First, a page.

As day turned to night, Cindy became worried when her mother didn't come home.  Her grandparents responded by trying to distract her, but all Cindy could think about was that something awful must have happened to her mother.

Her mother and grandparents loved Cindy and they had no intention of hurting her.  They just didn't understand how damaging this would be for Cindy.  They thought "she's young, she'll get over it."

Fear of Abandonment

As days turned into weeks, Cindy became sad and angry.  She also felt guilty and ashamed because she thought she did something to make her mother leave her.

Until then, she had always been well behaved, but as she felt more and more frustrated by her grandparents' excuses about her mother, she would have temper tantrums, refuse to eat and refuse to go to bed.

After a while, when her grandparents saw that Cindy was inconsolable, they told her that her mother had to go away for a while and she would be back.

When she asked why, they wouldn't talk to her anymore about it.  So, Cindy assumed that they were lying and that, for sure, something awful happened to her mother and they just didn't want to talk about it.

Cindy became a very anxious child.  She remembered having nightmares where she would see her mother and ask her why she left and her mother would just smile and then fade away.

Several months after her mother left, the mother returned to the household, which was shocking to Cindy.  She remembered wondering if she was dreaming.  The mother and the grandparents didn't understand why Cindy seemed so shocked when she saw her mother.

After that, even though she normally slept by herself, Cindy insisted on cuddling with her mother and holding onto her mother's pajama top throughout the night.  She was so afraid that her mother would leave again that she felt she had to hold on to her.

Even though her mother remained in their town, Cindy never got over the feeling of being abandoned by her mother and always feared that her mother would leave again without telling her.

Years later, when she got into a relationship with John, she had a hard time whenever he had to go on a business trip. She feared that there would be some calamity that would take him away from her, like a plane crash, or that he would decide not to return.

There were so many things that would trigger her fear of being abandoned that John would avoid telling Cindy certain things too far in advance because he didn't want her to suffer the whole time.  Cindy came to realize that John would try to avoid telling her about his business trips too far in advance and this only made her more anxious.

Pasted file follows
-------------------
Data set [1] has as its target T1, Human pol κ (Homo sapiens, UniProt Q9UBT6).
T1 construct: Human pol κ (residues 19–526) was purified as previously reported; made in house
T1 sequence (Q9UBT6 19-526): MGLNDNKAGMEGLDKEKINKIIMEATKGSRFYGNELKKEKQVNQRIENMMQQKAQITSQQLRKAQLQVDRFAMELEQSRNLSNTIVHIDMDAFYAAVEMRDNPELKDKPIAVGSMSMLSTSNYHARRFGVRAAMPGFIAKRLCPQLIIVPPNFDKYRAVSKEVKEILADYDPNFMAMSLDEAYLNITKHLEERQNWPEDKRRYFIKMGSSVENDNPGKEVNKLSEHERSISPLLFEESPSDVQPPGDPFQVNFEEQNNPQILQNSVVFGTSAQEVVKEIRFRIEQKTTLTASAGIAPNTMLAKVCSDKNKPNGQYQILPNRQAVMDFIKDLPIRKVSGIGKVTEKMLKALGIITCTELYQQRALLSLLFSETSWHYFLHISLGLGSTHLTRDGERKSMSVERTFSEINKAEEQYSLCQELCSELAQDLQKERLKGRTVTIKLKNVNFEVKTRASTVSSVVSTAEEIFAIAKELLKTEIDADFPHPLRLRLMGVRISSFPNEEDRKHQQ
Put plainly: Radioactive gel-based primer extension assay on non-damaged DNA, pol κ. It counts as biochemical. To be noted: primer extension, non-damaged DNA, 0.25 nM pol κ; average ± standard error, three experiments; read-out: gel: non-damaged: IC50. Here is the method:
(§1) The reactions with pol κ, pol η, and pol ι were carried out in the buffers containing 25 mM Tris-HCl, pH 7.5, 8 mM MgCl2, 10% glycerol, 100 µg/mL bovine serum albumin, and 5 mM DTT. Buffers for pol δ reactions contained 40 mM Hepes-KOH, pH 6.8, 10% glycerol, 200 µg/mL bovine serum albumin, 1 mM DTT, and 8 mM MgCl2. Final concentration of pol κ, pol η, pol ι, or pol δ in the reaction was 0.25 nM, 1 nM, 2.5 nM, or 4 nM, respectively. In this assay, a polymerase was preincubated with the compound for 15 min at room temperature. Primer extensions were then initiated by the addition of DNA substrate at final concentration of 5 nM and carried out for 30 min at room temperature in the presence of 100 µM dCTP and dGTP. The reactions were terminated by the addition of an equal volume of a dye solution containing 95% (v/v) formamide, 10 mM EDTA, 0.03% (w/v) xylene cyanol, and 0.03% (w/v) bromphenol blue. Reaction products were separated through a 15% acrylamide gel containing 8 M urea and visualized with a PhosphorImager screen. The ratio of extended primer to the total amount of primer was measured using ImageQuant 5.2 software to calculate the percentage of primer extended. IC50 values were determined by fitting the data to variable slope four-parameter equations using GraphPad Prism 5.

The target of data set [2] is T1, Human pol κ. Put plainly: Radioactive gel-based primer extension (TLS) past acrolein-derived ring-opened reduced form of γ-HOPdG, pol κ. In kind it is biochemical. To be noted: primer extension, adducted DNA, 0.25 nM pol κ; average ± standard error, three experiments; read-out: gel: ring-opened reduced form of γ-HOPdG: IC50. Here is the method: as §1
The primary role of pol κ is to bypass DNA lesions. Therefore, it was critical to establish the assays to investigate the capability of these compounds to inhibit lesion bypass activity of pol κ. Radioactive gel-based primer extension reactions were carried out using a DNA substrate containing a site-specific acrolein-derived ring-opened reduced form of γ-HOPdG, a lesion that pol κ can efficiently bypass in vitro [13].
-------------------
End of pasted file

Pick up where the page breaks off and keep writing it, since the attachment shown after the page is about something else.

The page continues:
Although he was normally patient, John was starting to feel exasperated because he didn't know what to do.  Cindy could see how frustrated John was and this was another trigger for her to worry about him leaving her.

At that point, John suggested that Cindy see a therapist to work on her fear of being left.

Cindy's therapist used EMDR Therapy to work on the current fear related to John and they eventually went back to her earliest memory related to her mother leaving (see my article:  How EMDR Therapy Works).

The work wasn't easy or fast, but Cindy had a felt sense of the connection between her current fears of being abandoned and the earlier, deeper fears.

Overcoming Your Fear of Abandonment

With EMDR therapy, she was able to work through her fears, both the current fear and the early fears of being abandoned so that it was no longer a problem for her.

Fear of abandonment is one of the most common reasons why people come to therapy.

This fear is usually related to earlier memories that get triggered in a person's current life.

Often, the fear can be so intense that the person would rather leave his or her partner or spouse first than anticipate being left.

This dynamic can repeat itself over and over again in different relationships until the trauma is worked through in therapy.

Experiential types of therapy, like EMDR, are especially effective in helping clients to overcome traumatic memories (see my article: Experiential Therapy, Like EMDR, Can Help to Achieve Emotional Breakthroughs).

Getting Help in Therapy
If you have fears of being abandoned, you're not alone.

Experiential therapy is usually effective in helping clients to overcome this fear.

Rather than continuing to enact your fears, you could work with a licensed mental health therapist who has experience helping clients to overcome trauma.

Once you're free from the effects of your history of trauma, you'll be free to live a more fulfilling life.

About Me
I am a licensed New York City psychotherapist, hypnotherapist, EMDR and Somatic Experiencing therapist who works with individual adults and couples.

Over the years, I have worked with many clients to help them overcome their fear of abandonment.

To find out more about me, visit my website: Josephine Ferraro, LCSW - NYC Psychotherapist.

To set up a consultation, call me at (917) 742-2624 during business hours or email me.